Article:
Thursday, January 26, 2017

Teacher POV on Residential Schools

Residential Schools were 'taught' by missionaries and nuns. The main focus of the First Nations children's' education at the Residential Schools was religion. The main purpose of residential schools was to assimilate the First Nations into European culture, so religion was a big part of that. Also as a part of their education, girls were taught to do laundry, sew, cook, and clean; while the boys were taught carpentry, tinsmithing, and farming. These were everyday lessons and were taught by the nuns and missionaries (people who did these things).
A lot of the teachers who accepted the jobs at residential schools were not fully aware of what the children were going through. Some of them thought they were there to nurture the kids. Much like Florence Kaefer, some were shocked to learn (40 years later) that all kinds of abuse was bestowed upon the kids by other staff members.
Decades later, many of the old residential school teachers reconciled with the old residential school students. Many were not as aware as people thought. Sometimes there was abuse, but a lot of times there wasn't. We now see that what they were doing was very wrong and cruel, but then, to them they  were teaching the First Nations children the European way of life, not stripping them of who they were.
A lot of former teachers of residential schools have shown empathy for the students that they used to care for. They are upset by the reputation left behind and they are willing to share their side of the story so that they can restore their relationship with the past.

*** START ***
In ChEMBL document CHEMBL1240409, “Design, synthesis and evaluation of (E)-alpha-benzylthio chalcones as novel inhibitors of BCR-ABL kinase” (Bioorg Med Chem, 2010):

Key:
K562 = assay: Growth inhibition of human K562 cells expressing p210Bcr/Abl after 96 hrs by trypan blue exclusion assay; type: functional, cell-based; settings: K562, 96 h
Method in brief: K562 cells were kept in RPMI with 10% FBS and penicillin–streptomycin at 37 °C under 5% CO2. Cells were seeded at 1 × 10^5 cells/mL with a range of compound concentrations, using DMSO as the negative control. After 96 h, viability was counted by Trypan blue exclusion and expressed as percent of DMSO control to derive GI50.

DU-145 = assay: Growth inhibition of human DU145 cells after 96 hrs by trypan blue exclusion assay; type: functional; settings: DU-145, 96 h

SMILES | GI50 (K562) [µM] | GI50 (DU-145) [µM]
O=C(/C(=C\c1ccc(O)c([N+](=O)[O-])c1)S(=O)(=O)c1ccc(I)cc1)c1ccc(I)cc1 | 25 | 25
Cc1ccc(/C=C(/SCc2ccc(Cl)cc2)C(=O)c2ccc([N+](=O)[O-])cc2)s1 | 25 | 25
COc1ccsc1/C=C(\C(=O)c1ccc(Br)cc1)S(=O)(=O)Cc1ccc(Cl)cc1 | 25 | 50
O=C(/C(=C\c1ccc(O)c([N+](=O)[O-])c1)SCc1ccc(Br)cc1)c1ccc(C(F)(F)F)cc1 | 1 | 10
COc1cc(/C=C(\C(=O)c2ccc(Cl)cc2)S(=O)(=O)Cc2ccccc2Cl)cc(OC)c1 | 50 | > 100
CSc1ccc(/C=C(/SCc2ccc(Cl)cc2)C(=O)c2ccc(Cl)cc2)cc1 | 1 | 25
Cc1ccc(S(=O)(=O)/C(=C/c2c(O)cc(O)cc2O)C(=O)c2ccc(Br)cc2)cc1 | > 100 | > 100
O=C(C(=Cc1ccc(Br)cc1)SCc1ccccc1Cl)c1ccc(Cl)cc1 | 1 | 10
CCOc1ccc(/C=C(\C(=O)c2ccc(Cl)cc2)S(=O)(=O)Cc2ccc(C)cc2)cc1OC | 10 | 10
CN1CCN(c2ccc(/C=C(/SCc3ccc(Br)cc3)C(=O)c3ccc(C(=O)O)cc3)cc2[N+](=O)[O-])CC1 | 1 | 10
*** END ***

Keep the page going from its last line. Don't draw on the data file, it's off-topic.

"In the late 1980s, many former students came forward with stories detailing physical and sexual abuse, cultural repression and enforced loss of language. Some eventually filed lawsuits against the federal government and the churches.
In 1993, Archbishop Michael Peers, then the Anglican church’s primate, apologized for the church’s involvement in the schools and for the harm it had done to aboriginal people.
Since then, the Anglican church has sought to address the residential schools legacy in various ways, including support for indigenous ministries, the establishment of a healing fund in 1991, and signing both the initial Residential Schools Settlement Agreement in 2003 and the revised agreement in 2007".
Residential schools staff urged to share stories. (2011). Uploaded by Anglican Journal. Available online at:
Image result for residential school teachers
Canada's residential school story to be taught in classrooms this fall.(2015). Uploaded by CBC. Available online at:

Info references
Living conditions at the residential schools. (2009). Uploaded by First Nations and Indigenous Studdies. Available online at:

Back to the Red Road. (2015). Uploaded by Caitlin Press Inc.. Available online at:

Residential schools staff urged to share stories. (2011). Uploaded by Anglican Journal. Available online at:

1 comment:

  1. Hello, my name is Bryce. I'm an education student from Brandon University. In one of our classes, we had the pleasure of having Mrs. Thompson share with us about this blog written by you - her students. I think blog writing is a great way to share your thoughts and information about what's going on in the world around us.
    Residential school can be a sensitive subject for some, but I think that the main reason for that is people aren't well informed about what really occurred. You did a great job of pointing that out in this post.
    Keep up the great work and happy blogging!
    - Bryce


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